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Hotel Owners Urged Not To Sweep Bed Bugs Under The Carpet

By shepherdpr  |  Posted: January 15, 2013

Hotel Owners Urged Not To Sweep Bed Bugs Under The Carpet

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Hotel owners are being warned to deal with bed bugs effectively after an increase in reported problems linked to the blood-feeding insects.

BASIS PROMPT, which registers qualified pest control technicians, has received a spate of reports about health problems caused by not dealing with the pest properly.

Bed bugs can survive starvation for up to a year – making them difficult to eradicate. Bites cause red, irritating marks, and in some cases they can lead to severe allergic reactions.

BASIS PROMPT said the parasite's association with multi-occupancy and high resident turnover buildings means hotels and guest houses are especially vulnerable to reputational damage from infestations.

The potential for harm to the business is made worse, according to BASIS, because of the largely false perception that bed bug problems are the result of poor cleanliness.

Rob Simpson, managing director at BASIS PROMPT, said: "We've been hearing about more cases recently where failing to tackle a bed bug infestation has led to the problem spreading and to people suffering quite serious allergic reactions.

"In the age of social media and online review sites, the potential for bed bug incidents to harm hotels and guest houses is greater than ever.

"People still associate bed bugs with poor hygiene, even though it is the rise in international travel and mobility in general that has caused increasing incidents.

"The potential problems linked to bed bugs are too serious to allow outdated perceptions and stigma to prevent proper treatment."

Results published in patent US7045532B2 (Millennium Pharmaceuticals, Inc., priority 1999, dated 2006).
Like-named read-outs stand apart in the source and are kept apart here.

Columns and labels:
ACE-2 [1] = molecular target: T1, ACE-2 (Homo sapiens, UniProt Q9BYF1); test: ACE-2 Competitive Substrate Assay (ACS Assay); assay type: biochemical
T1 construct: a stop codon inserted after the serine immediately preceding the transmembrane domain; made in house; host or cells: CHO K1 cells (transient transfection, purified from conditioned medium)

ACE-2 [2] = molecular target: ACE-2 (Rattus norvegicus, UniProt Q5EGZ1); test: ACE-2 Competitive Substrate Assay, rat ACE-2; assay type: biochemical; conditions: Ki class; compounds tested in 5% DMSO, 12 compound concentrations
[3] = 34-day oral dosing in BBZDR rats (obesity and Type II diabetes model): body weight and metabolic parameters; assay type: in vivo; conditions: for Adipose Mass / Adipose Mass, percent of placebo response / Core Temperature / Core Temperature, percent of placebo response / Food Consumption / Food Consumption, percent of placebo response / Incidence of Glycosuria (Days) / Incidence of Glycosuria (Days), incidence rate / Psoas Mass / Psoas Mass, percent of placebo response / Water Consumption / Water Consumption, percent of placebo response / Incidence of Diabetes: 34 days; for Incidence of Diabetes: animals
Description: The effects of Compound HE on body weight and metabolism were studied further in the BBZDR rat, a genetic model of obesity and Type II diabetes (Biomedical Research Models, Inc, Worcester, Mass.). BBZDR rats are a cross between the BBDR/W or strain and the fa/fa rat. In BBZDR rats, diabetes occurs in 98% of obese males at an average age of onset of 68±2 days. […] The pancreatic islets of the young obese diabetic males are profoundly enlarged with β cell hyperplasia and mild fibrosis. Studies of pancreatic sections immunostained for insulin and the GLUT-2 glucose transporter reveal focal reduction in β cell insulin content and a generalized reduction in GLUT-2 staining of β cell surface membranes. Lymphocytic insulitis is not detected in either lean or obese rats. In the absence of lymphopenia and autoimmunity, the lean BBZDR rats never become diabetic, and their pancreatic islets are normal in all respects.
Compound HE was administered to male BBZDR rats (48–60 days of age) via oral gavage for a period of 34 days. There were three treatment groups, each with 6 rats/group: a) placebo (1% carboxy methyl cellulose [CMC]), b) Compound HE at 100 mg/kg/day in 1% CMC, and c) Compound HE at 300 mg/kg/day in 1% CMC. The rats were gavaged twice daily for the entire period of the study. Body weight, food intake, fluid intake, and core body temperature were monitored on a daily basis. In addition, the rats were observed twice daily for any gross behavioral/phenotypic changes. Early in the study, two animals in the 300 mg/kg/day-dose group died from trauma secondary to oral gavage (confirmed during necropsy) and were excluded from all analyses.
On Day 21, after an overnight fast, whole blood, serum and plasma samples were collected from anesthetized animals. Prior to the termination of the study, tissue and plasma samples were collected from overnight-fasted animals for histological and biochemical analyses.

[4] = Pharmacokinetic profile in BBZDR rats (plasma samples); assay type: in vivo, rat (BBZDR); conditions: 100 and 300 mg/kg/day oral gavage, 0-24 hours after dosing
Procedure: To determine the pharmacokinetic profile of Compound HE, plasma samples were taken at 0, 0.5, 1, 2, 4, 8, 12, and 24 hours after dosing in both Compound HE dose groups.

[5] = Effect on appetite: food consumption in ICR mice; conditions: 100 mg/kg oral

Mr Simpson added: "Bed bugs are amazingly hardy and they are extremely tough to find and get rid of. Trying to deal with the infestation yourself is likely to make matters worse – as is using a pest controller who is not properly qualified."

To be eligible for BASIS PROMPT, pest control technicians need to have achieved the Level 2 Award in Pest Management or Pest Control. They also have to demonstrate Continuing Professional Development (CPD).

The bed bug nymphs are small and difficult to see with the naked eye, making it hard to identify an infestation before biting occurs. The adult is about 6 mm long and resembles a brown disc, with well-developed legs allowing it to crawl up vertical objects such as bed legs.

Bed bugs grow by moulting, and each nymphal stage needs one full meal of blood before it proceeds to the next nymphal stage.

They live close to their human hosts in crevices in furniture, in cracks in the wall or behind skirting boards or wallpaper. They are active mainly at night.

Signs of infestation include red, irritating bites, often in lines around the neck or shoulder, small blood smears on bed linen and clusters of small dark spots on the bed frame or around the edge of the mattress.

For more information about BASIS PROMPT, visit http://www.basispestcontrol.co.uk      

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